Metropolink FestivalMural with Historical Apocalyptic Visions and Current Discussions

2 August 2022

Käte Hamburger Centre for Apocalyptic and Post-Apocalyptic Studies at Heidelberg University invites Mexican street artist to Metropolink Festival

In the context of the Metropolink Festival, a new mural – designed by Mexican street artist Saner – is currently being painted on the gymnasium wall of the Heidelberg Julius Springer School. The outline for the painting shows eight Tetzáhuitl – omens for the end of the world from precolonial cultures in the territory of present-day Mexico − which Saner combines with modern perspectives in his work. The idea for this action came from the research project of the art historian and anthropologist Prof. Dr Adolfo Mantilla Osornio, a visiting scholar at the Käte Hamburger Centre for Apocalyptic and Post-Apocalyptic Studies at Heidelberg University. The painting will be inaugurated on 6 August 2022 at a public event. Parallel to the creative process, visitors can view an exhibition featuring the painting’s individual motifs.

Wandgemälde Metropolink

Interchange with the public and with artists plays an important role in the research of the Käte Hamburger Centre for Apocalyptic and Post-Apocalyptic Studies (CAPAS). CAPAS director Prof. Dr Robert Folger underlines that art is of twofold relevance, since it both expresses and forms cultural ideas on the end of worlds. “That can combine many different regional, historical and scholarly perspectives, as is shown in Saner’s work.”

The mural “Post-apocalyptic Visions of the 12th book” is based on a narrative about the destruction of societies, drawn from a mid-16th century text handed down in the indigenous Nahuatl language. It describes eight omens for the end of the world heralding upheavals in the lives of individuals and the community. Originally shaped by the indigenous perspective, the omens referred to in the painting are, however, the product of a transcultural vision that also resonates with apocalyptic ideas in Europe. Furthermore, the illustrator, graphic designer and street artist Saner, whose real name is Edgar Flores, weaves motifs of current social and political discussion into his mural in order to enable a contemporary access to the worldviews, myths and narratives of the historical text.

Wandgemälde Metropolink

The idea of cooperating with the Mexican artist came from Prof. Mantilla Osornio. As a visiting scholar at CAPAS he studies apocalyptic and post-apocalyptic representations in the art of Mexico, from the 16th century to the present. An art historian and anthropologist, who has been the academic director of the Mexico Academy of Art since 2017, he also curated the exhibition with individual motifs from the mural with the relevant historical and scholarly background notes, which can be seen on the Festival grounds in Patrick Henry Village. The completed mural on the gymnasium wall at the Julius Springer School will be inaugurated on 6 August. The general public is warmly invited; it begins at 6pm. Short introductions will be given by artist Saner, as well as Adolfo Mantilla, as the curator, Robert Folger, CAPAS director, and Pascal Baumgärtner, curator of the Metropolink Festival.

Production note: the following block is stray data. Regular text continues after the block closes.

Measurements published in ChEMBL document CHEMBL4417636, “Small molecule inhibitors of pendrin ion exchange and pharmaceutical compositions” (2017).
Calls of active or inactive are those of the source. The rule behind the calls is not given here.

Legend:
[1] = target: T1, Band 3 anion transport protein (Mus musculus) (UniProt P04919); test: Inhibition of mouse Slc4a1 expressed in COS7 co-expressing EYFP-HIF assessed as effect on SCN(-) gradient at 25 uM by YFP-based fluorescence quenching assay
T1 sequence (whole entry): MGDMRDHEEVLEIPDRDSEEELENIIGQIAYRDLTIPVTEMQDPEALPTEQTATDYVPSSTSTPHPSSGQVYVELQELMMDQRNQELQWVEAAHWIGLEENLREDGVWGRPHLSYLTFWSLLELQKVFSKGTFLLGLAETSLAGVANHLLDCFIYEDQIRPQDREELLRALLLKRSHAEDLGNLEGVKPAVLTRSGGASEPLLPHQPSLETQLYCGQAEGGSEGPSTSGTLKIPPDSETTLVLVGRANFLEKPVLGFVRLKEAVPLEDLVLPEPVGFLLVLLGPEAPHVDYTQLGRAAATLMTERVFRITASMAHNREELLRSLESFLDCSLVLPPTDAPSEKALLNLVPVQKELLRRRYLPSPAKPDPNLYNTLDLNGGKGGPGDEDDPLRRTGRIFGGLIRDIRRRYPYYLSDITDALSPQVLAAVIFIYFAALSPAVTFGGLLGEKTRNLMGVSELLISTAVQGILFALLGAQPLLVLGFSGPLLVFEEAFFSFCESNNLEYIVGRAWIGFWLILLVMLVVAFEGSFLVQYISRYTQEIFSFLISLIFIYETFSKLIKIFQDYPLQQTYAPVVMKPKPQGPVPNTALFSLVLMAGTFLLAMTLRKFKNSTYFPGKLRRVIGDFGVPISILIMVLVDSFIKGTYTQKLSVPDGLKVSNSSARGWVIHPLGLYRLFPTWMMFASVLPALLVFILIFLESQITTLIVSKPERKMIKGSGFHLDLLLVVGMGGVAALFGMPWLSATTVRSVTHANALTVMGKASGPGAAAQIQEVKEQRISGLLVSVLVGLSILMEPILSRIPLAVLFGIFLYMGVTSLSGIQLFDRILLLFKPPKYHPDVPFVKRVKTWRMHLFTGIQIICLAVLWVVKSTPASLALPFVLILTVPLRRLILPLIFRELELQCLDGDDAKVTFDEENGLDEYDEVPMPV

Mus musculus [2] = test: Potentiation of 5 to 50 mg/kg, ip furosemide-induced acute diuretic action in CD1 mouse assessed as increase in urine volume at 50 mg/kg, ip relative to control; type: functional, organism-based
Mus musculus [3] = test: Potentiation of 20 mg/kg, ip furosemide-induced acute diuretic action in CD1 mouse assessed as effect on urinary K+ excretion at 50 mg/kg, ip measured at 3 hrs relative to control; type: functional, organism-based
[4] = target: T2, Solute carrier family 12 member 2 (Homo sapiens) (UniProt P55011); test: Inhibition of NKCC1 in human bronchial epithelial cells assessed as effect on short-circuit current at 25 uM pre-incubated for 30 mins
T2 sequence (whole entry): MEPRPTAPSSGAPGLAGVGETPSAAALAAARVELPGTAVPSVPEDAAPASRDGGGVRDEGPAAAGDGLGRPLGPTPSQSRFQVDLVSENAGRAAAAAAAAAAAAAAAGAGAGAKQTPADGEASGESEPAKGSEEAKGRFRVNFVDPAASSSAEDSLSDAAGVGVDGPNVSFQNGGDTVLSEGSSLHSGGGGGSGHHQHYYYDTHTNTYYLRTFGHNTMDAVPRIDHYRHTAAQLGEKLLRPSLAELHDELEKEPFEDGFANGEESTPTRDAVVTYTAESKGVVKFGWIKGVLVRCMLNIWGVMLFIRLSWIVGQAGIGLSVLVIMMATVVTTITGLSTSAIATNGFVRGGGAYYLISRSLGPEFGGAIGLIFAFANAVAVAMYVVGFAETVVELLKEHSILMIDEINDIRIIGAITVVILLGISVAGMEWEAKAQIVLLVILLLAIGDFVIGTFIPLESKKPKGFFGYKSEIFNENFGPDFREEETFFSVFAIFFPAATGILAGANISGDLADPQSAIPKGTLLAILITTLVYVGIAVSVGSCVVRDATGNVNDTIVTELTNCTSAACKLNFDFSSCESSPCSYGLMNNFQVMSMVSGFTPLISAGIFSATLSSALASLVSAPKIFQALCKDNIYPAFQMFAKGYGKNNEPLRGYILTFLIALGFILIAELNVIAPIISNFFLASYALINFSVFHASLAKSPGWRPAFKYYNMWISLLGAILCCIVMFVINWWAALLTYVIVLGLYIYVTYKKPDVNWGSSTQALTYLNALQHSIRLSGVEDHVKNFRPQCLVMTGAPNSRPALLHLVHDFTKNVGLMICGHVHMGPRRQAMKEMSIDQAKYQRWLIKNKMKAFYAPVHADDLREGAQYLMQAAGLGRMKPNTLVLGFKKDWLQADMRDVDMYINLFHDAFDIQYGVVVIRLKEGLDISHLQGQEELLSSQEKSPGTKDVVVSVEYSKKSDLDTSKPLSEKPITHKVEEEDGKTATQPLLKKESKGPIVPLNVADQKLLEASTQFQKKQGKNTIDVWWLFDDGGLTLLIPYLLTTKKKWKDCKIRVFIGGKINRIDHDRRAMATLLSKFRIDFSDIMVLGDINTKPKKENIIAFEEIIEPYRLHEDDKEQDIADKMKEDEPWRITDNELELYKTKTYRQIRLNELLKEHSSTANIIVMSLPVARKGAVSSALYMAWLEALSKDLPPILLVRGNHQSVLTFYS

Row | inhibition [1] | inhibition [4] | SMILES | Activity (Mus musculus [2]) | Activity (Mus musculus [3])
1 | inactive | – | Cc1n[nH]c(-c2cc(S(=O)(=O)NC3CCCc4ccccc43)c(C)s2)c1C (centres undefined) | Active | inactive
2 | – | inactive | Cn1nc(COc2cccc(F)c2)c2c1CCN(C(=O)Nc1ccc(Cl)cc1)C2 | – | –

The work of the Käte Hamburger Centre for Apocalyptic and Post-Apocalyptic Studies at Heidelberg University focuses on how disasters and apocalyptic scenarios impact on societies, individuals and environments. The aim is to give a nuanced description of past and present systemic upheavals, differentiating and distinguishing them from one another, on the basis of a transdisciplinary research approach. To that effect, around ten international visiting scholars from different disciplines come to work at CAPAS every year. The centre is funded by the Federal Ministry for Education and Research.

For the mural project, CAPAS is cooperating with Metropolink, Festival for urban art, that creates new perspectives on the city and beyond. Artistic interventions in the public space open up opportunities to regain these places for the community, as has happened since 2018 with Patrick Henry Village (PHV), a former residential area of the United States army in Heidelberg. Art and urbanity form the thematic core of Metropolink, that – with close cooperation on topics of culture and modern urban development – plays a central role in the development of PHV as a new, 16th district of Heidelberg. The Käte Hamburger Centre for Apocalyptic and Post-Apocalyptic Studies is participating in this year’s festival programme with various other events, e.g. an open-air film series and panel discussions with the CAPAS fellows.